Anatomical hierarchy

General Anatomy > Muscles; Muscular system > Muscles of upper limb > Muscles > Flexor digitorum profundus



Origin: Ulna

Insertion: Distal phalanges

Artery: Anterior interosseous artery

Nerve: Median (anterior interosseous), muscular branches of ulnar

Action: Flex hand,interphalangeal joints

Antagonist: Extensor digitorum muscle

The Flexor digitorum profundus is situated on the ulnar side of the forearm, immediately beneath the superficial Flexors. It arises from the upper three-fourths of the volar and medial surfaces of the body of the ulna, embracing the insertion of the Brachialis above, and extending below to within a short distance of the Pronator quadratus. It also arises from a depression on the medial side of the coronoid process; by an aponeurosis from the upper three-fourths of the dorsal border of the ulna, in common with the Flexor and Extensor carpi ulnaris; and from the ulnar half of the interosseous membrane. The muscle ends in four tendons which run under the transverse carpal ligament dorsal to the tendons of the Flexor digitorum sublimis. Opposite the first phalanges the tendons pass through the openings in the tendons of the Flexor digitorum sublimis, and are finally inserted into the bases of the last phalanges. The portion of the muscle for the index finger is usually distinct throughout, but the tendons for the middle, ring, and little fingers are connected together by areolar tissue and tendinous slips, as far as the palm of the hand.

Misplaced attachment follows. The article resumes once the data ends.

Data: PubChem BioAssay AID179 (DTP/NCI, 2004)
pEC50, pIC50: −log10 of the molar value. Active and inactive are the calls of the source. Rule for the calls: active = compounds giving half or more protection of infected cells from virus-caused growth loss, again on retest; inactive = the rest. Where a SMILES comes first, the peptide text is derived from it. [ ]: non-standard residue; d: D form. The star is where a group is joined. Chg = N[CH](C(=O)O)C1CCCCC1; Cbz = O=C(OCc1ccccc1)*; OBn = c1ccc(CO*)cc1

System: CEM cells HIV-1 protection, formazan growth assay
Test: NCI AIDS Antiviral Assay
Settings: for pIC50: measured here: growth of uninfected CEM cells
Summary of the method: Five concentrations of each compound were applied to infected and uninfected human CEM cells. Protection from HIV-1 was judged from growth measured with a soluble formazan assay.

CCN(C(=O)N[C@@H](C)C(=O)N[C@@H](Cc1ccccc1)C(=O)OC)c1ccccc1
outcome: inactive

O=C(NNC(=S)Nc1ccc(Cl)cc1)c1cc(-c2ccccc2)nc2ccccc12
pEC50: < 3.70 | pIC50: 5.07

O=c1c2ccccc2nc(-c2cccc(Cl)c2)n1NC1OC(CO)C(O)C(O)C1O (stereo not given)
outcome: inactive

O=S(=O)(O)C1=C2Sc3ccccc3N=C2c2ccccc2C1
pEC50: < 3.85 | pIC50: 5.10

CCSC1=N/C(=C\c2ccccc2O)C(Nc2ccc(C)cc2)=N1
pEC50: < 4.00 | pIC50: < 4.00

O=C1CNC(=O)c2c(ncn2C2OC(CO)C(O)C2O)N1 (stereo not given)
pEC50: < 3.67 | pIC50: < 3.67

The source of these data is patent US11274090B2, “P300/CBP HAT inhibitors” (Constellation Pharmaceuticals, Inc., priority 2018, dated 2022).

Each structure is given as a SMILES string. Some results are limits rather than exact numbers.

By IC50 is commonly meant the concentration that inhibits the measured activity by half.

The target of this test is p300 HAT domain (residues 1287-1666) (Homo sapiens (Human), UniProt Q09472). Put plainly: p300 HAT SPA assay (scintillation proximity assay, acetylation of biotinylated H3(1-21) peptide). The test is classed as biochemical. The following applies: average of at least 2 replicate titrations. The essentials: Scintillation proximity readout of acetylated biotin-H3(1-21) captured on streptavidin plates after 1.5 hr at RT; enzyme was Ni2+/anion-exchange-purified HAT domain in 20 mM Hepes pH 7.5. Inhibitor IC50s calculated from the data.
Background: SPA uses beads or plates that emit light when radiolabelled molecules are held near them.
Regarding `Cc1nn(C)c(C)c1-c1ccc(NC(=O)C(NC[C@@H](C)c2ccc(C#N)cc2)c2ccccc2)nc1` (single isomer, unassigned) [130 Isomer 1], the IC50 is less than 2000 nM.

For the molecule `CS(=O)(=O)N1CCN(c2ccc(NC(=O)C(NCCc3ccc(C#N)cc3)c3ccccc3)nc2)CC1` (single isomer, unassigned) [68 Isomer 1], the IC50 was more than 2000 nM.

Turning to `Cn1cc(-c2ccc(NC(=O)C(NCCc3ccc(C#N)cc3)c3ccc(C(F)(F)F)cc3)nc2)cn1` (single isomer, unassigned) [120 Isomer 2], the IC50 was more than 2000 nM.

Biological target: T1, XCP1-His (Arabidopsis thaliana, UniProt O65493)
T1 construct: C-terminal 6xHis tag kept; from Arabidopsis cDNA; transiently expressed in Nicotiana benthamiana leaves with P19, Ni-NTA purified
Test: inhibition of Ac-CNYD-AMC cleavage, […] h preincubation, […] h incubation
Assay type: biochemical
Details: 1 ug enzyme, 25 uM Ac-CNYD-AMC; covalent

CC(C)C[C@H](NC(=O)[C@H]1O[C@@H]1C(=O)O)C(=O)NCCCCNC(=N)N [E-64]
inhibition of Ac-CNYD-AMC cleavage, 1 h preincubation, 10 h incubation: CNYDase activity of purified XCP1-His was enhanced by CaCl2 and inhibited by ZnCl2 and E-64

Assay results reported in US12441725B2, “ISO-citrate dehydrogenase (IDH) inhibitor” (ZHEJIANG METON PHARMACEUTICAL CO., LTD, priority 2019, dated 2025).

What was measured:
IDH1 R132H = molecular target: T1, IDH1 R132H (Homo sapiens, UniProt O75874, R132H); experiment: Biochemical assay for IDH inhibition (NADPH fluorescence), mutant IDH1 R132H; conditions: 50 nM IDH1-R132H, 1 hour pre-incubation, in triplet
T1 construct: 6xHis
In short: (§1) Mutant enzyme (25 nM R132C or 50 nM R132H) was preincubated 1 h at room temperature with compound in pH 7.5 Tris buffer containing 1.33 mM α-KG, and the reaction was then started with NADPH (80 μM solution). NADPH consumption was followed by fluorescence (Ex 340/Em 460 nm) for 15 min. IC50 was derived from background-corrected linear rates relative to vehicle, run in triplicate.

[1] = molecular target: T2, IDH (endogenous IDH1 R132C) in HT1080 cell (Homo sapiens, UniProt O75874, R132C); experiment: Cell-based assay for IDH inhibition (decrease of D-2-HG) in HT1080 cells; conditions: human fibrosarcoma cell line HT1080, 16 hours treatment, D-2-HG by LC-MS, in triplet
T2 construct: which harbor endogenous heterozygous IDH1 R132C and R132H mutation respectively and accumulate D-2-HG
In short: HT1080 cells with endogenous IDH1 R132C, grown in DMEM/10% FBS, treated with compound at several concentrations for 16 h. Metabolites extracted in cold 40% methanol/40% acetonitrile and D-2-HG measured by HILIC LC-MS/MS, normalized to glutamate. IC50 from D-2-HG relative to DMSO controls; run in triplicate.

This definition incorporates text from a public domain edition of Gray's Anatomy (20th U.S. edition of Gray's Anatomy of the Human Body, published in 1918 – from


Download e-Anatomy

Mobile and tablet users, you can download e-Anatomy on Appstore or GooglePlay.

e-Anatomy on Appstore e-Anatomy on Googleplay